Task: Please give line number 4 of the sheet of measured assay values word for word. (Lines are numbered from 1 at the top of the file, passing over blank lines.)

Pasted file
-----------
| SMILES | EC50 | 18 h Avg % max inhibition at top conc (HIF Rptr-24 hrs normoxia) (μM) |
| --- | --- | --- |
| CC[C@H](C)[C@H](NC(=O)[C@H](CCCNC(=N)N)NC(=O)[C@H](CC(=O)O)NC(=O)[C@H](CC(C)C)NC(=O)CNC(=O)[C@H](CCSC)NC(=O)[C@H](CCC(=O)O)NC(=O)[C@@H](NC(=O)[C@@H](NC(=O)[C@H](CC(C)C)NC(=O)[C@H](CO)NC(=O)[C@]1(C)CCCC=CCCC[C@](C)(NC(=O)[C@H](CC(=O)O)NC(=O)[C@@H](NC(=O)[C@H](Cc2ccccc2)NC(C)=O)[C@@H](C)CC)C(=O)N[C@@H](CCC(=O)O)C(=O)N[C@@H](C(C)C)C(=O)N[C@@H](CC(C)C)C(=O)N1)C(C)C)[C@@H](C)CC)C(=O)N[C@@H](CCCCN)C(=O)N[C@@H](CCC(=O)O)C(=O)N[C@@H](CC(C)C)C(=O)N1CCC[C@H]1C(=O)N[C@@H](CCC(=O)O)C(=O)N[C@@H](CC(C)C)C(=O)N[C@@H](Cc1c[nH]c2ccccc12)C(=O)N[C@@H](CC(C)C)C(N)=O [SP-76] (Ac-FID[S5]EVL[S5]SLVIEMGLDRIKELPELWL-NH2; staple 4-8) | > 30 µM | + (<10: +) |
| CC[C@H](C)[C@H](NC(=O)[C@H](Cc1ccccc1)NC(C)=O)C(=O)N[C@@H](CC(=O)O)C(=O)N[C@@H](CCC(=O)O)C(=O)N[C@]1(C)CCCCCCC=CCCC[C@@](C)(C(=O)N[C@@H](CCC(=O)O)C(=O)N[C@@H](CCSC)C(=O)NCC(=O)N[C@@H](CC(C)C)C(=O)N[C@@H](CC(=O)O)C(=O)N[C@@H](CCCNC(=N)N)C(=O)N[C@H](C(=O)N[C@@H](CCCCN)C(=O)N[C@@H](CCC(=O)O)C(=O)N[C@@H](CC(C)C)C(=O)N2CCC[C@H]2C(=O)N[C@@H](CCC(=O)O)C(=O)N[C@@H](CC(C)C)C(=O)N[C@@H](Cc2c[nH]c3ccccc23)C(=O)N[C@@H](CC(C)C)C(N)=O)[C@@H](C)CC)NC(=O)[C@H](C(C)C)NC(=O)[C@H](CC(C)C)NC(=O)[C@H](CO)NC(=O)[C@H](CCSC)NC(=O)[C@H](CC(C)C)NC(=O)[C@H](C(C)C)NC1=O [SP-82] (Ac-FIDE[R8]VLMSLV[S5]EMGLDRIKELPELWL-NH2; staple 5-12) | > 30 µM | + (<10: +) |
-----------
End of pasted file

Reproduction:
| CC[C@H](C)[C@H](NC(=O)[C@H](Cc1ccccc1)NC(C)=O)C(=O)N[C@@H](CC(=O)O)C(=O)N[C@@H](CCC(=O)O)C(=O)N[C@]1(C)CCCCCCC=CCCC[C@@](C)(C(=O)N[C@@H](CCC(=O)O)C(=O)N[C@@H](CCSC)C(=O)NCC(=O)N[C@@H](CC(C)C)C(=O)N[C@@H](CC(=O)O)C(=O)N[C@@H](CCCNC(=N)N)C(=O)N[C@H](C(=O)N[C@@H](CCCCN)C(=O)N[C@@H](CCC(=O)O)C(=O)N[C@@H](CC(C)C)C(=O)N2CCC[C@H]2C(=O)N[C@@H](CCC(=O)O)C(=O)N[C@@H](CC(C)C)C(=O)N[C@@H](Cc2c[nH]c3ccccc23)C(=O)N[C@@H](CC(C)C)C(N)=O)[C@@H](C)CC)NC(=O)[C@H](C(C)C)NC(=O)[C@H](CC(C)C)NC(=O)[C@H](CO)NC(=O)[C@H](CCSC)NC(=O)[C@H](CC(C)C)NC(=O)[C@H](C(C)C)NC1=O [SP-82] (Ac-FIDE[R8]VLMSLV[S5]EMGLDRIKELPELWL-NH2; staple 5-12) | > 30 µM | + (<10: +) |